NASA's Geostationary Operational Environmental Satellite captured some striking images of the winter storm that buried parts of the northeastern U.S. over the weekend.
As the snow stops falling, the satellite images show the snow cover on the ground. Gusts of wind still make the temperature feel colder than it is, but the National Weather Service says in its forecasts that it will get slightly warmer - a few degrees above freezing - by New Year's Eve.
The GOES-13 satellite captured an image of the low pressure system's center off the Massachusetts coast and saw the snowfall left behind.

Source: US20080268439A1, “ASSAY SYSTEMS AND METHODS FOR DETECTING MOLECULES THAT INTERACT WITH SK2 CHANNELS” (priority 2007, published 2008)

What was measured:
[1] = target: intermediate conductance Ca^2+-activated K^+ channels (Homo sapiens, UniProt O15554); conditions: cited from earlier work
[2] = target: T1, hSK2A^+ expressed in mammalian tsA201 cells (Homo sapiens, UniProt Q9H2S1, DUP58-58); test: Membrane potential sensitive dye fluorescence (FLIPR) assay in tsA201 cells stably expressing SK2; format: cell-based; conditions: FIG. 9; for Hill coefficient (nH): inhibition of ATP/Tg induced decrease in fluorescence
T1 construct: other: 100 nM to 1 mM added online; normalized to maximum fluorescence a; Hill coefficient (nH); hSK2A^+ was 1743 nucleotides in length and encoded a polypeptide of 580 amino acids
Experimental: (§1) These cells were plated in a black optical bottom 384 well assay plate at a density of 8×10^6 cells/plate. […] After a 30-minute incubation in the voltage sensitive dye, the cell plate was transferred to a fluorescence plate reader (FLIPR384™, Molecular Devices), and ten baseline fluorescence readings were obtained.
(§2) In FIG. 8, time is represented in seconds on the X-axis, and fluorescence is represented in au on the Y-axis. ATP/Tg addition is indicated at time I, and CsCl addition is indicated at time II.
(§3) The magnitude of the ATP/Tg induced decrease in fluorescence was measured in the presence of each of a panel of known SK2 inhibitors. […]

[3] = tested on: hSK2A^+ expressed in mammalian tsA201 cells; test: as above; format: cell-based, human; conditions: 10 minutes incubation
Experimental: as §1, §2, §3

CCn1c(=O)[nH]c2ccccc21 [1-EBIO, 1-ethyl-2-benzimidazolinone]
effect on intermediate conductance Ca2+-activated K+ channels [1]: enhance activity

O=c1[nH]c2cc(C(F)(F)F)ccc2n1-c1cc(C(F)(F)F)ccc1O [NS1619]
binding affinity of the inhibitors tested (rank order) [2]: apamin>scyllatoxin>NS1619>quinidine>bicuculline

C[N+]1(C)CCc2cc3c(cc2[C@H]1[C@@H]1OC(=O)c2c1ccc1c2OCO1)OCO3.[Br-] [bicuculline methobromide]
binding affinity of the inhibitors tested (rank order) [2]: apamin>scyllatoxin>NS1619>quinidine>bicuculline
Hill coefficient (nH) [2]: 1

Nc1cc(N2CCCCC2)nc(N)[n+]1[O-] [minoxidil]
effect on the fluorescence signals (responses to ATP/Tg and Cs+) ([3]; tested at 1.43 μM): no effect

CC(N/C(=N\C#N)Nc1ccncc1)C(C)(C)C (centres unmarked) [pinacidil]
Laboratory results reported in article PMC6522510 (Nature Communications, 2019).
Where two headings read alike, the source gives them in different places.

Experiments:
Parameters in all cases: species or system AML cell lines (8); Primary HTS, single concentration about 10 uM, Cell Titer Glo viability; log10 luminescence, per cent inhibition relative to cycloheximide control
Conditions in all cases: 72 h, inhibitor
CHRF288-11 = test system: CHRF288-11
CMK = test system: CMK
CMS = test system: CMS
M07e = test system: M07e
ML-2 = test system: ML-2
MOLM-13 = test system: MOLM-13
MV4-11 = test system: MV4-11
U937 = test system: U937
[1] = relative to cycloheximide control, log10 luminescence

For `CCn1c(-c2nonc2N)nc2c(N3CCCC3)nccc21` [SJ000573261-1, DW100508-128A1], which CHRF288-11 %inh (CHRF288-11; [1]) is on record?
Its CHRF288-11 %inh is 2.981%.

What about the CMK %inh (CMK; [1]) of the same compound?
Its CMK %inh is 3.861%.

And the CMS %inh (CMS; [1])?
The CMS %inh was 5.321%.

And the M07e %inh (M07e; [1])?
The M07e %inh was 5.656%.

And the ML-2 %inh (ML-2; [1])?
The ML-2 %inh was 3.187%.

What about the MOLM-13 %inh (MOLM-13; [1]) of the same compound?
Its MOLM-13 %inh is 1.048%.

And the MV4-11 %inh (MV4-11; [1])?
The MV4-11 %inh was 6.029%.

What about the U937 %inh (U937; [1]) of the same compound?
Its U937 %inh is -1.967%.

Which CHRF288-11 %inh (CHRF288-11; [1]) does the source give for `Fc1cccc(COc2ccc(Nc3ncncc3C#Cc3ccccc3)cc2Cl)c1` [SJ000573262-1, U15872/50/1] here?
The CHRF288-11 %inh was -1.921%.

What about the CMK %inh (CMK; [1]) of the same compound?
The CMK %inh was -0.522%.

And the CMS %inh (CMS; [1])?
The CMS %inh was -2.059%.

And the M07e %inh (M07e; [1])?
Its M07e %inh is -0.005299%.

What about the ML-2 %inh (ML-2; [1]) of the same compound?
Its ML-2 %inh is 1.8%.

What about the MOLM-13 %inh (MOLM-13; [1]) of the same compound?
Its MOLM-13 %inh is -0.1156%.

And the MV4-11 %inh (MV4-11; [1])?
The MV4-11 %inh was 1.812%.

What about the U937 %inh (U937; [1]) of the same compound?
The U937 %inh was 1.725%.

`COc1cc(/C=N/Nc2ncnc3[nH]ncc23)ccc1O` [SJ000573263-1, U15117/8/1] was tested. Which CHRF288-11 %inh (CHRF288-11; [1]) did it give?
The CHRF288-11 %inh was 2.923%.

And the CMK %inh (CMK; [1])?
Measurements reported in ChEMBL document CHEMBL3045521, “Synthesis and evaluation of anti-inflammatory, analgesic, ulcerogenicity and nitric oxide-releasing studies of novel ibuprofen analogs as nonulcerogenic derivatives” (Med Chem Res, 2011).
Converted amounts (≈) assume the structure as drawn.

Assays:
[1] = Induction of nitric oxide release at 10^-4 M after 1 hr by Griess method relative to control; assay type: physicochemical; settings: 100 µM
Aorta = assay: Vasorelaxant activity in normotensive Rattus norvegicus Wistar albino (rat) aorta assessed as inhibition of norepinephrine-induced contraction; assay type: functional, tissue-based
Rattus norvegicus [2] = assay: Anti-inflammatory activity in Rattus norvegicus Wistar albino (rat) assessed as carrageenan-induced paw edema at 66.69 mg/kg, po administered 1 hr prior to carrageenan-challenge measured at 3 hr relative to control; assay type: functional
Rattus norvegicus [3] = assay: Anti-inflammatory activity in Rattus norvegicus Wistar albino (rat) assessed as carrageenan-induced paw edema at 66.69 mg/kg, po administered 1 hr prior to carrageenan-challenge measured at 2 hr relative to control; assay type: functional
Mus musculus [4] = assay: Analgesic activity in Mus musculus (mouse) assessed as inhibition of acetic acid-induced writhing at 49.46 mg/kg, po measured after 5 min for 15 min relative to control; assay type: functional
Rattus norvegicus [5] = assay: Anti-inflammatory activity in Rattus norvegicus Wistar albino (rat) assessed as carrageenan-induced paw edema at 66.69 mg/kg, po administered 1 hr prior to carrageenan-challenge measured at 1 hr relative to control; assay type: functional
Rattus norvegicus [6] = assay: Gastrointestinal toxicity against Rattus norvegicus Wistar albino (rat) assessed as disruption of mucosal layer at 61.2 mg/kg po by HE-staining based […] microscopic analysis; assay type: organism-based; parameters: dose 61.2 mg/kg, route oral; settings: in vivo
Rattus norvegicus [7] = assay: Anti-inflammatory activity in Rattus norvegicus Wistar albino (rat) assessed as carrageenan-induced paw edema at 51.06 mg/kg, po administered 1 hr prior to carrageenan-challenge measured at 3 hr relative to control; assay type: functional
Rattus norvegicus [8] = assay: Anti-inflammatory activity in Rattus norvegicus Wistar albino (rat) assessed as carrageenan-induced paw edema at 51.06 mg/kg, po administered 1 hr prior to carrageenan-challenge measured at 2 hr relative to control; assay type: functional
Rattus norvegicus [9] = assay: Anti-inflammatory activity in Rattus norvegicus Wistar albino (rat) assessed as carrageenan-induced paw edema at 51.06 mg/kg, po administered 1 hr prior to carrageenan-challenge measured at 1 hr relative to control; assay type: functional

The GOES-13 satellite is operated by the National Oceanic and Atmospheric Administration and NASA's GOES Project at the Goddard Space Flight Center in Greenbelt, Md. The images and animations are created there.
As of 1:30 p.m. Eastern Time on Monday, all blizzard warnings were canceled as the low pressure system has pulled much of its snow and rain away from land areas and into the North Atlantic Ocean. The winds behind the system are gusting but thus far have not caused major problems for the region.
Snowfall ranged from 1.5 inches in Atlanta, Georgia -- a rarity at any time of year -- to more than a foot in various areas of New Jersey, New York and the New England states.